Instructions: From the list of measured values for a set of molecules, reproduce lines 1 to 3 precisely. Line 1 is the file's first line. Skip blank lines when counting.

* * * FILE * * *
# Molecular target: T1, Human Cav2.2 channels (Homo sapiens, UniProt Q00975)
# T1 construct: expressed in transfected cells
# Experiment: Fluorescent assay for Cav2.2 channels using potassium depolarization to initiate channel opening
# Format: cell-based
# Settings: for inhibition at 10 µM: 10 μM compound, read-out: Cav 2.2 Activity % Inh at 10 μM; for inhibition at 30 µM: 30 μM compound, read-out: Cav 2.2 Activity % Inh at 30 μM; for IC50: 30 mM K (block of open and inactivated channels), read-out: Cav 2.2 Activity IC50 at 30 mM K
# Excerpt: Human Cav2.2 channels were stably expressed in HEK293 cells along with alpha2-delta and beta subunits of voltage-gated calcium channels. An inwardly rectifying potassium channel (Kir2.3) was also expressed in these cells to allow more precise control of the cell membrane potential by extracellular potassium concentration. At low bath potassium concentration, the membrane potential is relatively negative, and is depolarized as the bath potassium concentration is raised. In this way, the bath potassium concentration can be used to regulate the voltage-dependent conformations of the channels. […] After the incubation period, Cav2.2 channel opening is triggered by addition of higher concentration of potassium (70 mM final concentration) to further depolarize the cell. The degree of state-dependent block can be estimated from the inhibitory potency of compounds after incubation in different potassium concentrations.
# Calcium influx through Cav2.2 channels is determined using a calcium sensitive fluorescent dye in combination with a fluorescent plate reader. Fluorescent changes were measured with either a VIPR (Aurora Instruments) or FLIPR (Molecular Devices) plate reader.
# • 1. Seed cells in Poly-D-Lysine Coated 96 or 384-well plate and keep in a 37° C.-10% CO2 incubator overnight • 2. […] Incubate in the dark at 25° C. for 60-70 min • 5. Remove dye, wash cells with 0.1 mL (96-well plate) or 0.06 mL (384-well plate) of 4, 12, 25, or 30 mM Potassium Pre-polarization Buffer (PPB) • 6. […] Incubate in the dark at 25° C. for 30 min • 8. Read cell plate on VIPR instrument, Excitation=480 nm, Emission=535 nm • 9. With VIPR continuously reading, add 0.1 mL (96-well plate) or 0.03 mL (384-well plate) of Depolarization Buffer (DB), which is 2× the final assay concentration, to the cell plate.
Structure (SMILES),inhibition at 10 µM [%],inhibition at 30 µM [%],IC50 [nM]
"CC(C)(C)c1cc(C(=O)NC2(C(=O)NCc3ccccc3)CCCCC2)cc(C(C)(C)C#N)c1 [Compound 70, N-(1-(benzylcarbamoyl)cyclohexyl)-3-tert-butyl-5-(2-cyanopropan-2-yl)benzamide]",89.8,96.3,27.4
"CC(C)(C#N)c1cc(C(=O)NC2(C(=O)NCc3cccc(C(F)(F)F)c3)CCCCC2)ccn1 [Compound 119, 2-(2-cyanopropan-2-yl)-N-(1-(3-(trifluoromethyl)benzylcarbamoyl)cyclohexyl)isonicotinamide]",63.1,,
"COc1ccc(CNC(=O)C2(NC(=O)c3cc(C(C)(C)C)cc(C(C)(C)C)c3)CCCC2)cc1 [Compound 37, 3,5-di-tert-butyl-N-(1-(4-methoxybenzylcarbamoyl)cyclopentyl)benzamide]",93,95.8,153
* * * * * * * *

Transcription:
# Molecular target: T1, Human Cav2.2 channels (Homo sapiens, UniProt Q00975)
# T1 construct: expressed in transfected cells
# Experiment: Fluorescent assay for Cav2.2 channels using potassium depolarization to initiate channel opening